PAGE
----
=> SHOW vacuum_freeze_min_age;
 vacuum_freeze_min_age 
-----------------------
 50000000
(1 row)

To watch freezing, let's reduce the value of this parameter to one.

=> ALTER SYSTEM SET vacuum_freeze_min_age = 1;
=> SELECT pg_reload_conf();

And let's update one row on the zero page. The new version will get onto the same page because of the small fillfactor.

=> UPDATE tfreeze SET s = 'BAR' WHERE id = 1;

This is what we now see on the data pages:

=> SELECT * FROM heap_page('tfreeze',0,1);
 ctid  | state  |  xmin   | xmin_age | xmax  | t_ctid 
-------+--------+---------+----------+-------+--------
 (0,1) | normal | 697 (c) |        2 | 698   | (0,3)
 (0,2) | normal | 697 (c) |        2 | 0 (a) | (0,2)
 (0,3) | normal | 698     |        1 | 0 (a) | (0,3)
 (1,1) | normal | 697 (c) |        2 | 0 (a) | (1,1)
 (1,2) | normal | 697 (c) |        2 | 0 (a) | (1,2)
(5 rows)

Now the rows older than vacuum_freeze_min_age = 1 are to be frozen. But note that the zero row is not tracked in the visibility map (the UPDATE command that changed the page reset the bit), while the first one is still tracked:

=> SELECT * FROM generate_series(0,1) g(blkno), pg_visibility_map('tfreeze',g.blkno)
ORDER BY g.blkno;
 blkno | all_visible | all_frozen 
-------+-------------+------------
     0 | f           | f
     1 | t           | f
(2 rows)

We've already discussed that vacuuming looks only through pages not tracked in the visibility map. And this is the case:

=> VACUUM tfreeze;
=> SELECT * FROM heap_page('tfreeze',0,1);
 ctid  |     state     |  xmin   | xmin_age | xmax  | t_ctid 
-------+---------------+---------+----------+-------+--------
 (0,1) | redirect to 3 |         |          |       | 
 (0,2) | normal        | 697 (f) |        2 | 0 (a) | (0,2)
 (0,3) | normal        | 698 (c) |        1 | 0 (a) | (0,3)
 (1,1) | normal        | 697 (c) |        2 | 0 (a) | (1,1)
 (1,2) | normal        | 697 (c) |        2 | 0 (a) | (1,2)
(5 rows)

On the zero page, one version is frozen, but vacuuming did not look into the first page at all. So, if only live tuples are left on a page, vacuuming will not access this page and will not freeze them.

=> SELECT * FROM generate_series(0,1) g(blkno), pg_visibility_map('tfreeze',g.blkno)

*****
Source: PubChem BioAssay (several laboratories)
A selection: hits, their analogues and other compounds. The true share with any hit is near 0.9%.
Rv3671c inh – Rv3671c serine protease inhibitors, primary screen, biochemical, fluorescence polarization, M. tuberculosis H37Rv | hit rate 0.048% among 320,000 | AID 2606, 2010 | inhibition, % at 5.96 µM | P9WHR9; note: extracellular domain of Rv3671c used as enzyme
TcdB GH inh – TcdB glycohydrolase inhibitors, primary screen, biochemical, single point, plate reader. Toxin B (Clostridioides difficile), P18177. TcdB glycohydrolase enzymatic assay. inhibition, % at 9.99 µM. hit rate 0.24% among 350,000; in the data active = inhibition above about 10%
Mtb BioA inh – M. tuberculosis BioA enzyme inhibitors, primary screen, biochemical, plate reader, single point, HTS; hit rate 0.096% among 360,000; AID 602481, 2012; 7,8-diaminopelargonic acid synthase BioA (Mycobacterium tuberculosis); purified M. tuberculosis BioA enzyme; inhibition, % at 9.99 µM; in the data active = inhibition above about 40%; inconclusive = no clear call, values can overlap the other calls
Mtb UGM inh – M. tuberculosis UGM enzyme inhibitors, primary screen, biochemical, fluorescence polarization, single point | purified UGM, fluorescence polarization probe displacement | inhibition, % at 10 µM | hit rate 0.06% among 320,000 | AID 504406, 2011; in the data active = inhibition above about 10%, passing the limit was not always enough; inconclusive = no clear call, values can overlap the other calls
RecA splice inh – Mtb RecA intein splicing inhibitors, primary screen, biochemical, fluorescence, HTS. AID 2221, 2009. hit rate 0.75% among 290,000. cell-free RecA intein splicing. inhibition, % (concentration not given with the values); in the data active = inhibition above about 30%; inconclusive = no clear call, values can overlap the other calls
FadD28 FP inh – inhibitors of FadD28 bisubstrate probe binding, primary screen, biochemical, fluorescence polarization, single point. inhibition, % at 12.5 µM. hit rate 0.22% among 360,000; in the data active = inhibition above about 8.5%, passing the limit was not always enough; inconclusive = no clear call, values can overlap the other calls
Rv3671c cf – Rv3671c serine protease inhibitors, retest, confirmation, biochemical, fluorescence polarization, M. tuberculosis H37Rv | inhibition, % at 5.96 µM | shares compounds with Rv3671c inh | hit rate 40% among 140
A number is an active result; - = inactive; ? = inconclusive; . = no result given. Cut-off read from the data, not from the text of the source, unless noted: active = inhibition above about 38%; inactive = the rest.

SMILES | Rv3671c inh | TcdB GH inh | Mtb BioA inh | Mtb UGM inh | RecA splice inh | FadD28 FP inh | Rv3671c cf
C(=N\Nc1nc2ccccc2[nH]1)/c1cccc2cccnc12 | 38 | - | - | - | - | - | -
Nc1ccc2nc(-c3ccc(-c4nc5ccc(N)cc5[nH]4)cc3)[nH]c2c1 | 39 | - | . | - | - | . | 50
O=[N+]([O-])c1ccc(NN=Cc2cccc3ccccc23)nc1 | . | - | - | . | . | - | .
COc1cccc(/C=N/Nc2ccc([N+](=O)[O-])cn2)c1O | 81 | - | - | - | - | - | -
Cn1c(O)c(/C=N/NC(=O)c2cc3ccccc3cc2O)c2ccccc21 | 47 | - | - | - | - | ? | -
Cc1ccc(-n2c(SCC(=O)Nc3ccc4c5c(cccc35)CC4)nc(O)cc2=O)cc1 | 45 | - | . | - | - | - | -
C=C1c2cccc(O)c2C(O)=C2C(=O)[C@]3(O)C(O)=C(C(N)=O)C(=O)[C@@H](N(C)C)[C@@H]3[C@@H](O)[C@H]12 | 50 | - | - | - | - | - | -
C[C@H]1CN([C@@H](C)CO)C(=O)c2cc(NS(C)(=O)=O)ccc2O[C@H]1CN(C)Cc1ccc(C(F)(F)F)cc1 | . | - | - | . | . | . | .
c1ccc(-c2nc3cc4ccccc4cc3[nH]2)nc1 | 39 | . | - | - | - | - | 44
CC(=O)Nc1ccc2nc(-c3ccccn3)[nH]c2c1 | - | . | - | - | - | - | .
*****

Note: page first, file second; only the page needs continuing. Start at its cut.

ORDER BY g.blkno;
 blkno | all_visible | all_frozen 
-------+-------------+------------
     0 | t           | f
     1 | t           | f
(2 rows)

Age to freeze the entire table


To freeze the tuples left on pages where vacuuming does not normally look, the second parameter is provided: vacuum_freeze_table_age. It defines the age of the transaction for which vacuuming ignores the visibility map and looks through all the table pages in order to do freezing.

Each page stores the transaction ID for which all the older transactions are known to be frozen for sure (pg_class.relfrozenxid). And this is the age of this stored transaction that the value of the vacuum_freeze_table_age parameter is compared to.

=> SELECT relfrozenxid, age(relfrozenxid) FROM pg_class WHERE relname = 'tfreeze';
 relfrozenxid | age 
--------------+-----
          694 |   5
(1 row)

Before PostgreSQL 9.6, each time vacuuming did full scan of a table in order to visit all the pages for sure. For large-size tables this operation was long and sad. The matter was even worse because if vacuuming did not complete (for example, an impatient admin interrupted the command), the process had to be started from the very beginning.

Since version 9.6, thanks to the all-frozen bit (which we can see in the all_frozen column in the pg_visibility_map output), vacuuming goes only through pages for which the bit is not set yet. This ensures not only a considerably smaller amount of work, but also interrupt tolerance: if a vacuum process is stopped and restarted, it will not have to look again into the pages for which it already set the all-frozen bit last time.

Anyway, all table pages get frozen once every (vacuum_freeze_table_agevacuum_freeze_min_age) transactions. With the default values, this happens once a million transactions:

=> SHOW vacuum_freeze_table_age;
 vacuum_freeze_table_age